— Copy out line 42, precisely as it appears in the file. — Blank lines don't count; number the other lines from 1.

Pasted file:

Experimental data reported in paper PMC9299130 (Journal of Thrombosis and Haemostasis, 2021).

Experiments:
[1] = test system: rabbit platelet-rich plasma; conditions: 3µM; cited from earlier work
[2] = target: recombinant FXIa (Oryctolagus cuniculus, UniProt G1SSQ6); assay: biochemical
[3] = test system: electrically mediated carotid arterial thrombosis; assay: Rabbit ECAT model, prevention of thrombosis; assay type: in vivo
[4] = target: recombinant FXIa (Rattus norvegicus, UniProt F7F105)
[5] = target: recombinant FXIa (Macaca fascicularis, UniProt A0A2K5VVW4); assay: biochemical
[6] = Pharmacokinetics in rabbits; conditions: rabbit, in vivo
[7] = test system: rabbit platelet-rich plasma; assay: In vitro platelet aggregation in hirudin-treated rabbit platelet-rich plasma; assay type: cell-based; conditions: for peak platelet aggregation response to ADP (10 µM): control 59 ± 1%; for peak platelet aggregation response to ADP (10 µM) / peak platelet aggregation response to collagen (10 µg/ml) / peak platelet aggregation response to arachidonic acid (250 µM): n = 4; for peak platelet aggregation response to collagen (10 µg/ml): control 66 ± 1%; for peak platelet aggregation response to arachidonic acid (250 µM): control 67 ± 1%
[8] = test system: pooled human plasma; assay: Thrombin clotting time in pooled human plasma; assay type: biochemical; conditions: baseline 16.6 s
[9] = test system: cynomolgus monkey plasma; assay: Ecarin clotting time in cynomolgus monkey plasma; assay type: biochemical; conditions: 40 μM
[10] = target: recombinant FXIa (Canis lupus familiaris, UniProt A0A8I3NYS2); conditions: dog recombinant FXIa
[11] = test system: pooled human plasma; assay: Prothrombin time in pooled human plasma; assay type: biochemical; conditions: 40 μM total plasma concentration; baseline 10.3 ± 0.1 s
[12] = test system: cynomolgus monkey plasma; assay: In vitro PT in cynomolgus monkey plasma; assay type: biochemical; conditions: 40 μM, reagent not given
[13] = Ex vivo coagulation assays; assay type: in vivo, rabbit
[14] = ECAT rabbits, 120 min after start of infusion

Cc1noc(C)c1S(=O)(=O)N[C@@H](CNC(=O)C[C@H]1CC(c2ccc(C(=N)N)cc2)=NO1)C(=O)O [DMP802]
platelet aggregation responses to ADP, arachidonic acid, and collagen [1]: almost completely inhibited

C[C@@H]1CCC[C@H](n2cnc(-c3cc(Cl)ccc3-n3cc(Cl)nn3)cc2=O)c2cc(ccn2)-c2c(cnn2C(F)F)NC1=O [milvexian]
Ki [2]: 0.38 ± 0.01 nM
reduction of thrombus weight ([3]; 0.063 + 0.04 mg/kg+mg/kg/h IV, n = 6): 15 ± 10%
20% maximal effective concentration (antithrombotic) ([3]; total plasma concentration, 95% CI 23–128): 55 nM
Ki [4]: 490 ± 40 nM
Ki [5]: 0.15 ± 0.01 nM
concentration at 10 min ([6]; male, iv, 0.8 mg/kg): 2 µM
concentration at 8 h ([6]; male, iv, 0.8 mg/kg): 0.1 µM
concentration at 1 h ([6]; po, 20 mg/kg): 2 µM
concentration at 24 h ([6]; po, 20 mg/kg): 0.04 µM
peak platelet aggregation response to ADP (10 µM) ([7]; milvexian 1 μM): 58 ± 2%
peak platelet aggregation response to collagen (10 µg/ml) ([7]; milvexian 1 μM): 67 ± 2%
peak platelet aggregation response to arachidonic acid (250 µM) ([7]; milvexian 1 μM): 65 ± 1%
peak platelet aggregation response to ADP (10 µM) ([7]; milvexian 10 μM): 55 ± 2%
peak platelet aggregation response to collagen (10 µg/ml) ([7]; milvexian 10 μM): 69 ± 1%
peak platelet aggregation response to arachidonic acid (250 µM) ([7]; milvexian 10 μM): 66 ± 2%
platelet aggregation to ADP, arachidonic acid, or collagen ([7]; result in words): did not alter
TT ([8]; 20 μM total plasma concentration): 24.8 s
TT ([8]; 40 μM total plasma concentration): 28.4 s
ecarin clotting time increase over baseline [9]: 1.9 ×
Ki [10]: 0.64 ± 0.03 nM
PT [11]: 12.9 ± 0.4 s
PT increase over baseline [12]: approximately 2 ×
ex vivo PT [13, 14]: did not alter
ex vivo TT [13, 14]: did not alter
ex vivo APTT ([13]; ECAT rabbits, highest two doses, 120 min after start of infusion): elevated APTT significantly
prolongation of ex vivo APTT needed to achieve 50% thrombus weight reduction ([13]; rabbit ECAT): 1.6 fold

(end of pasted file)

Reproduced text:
ex vivo PT [13, 14]: did not alter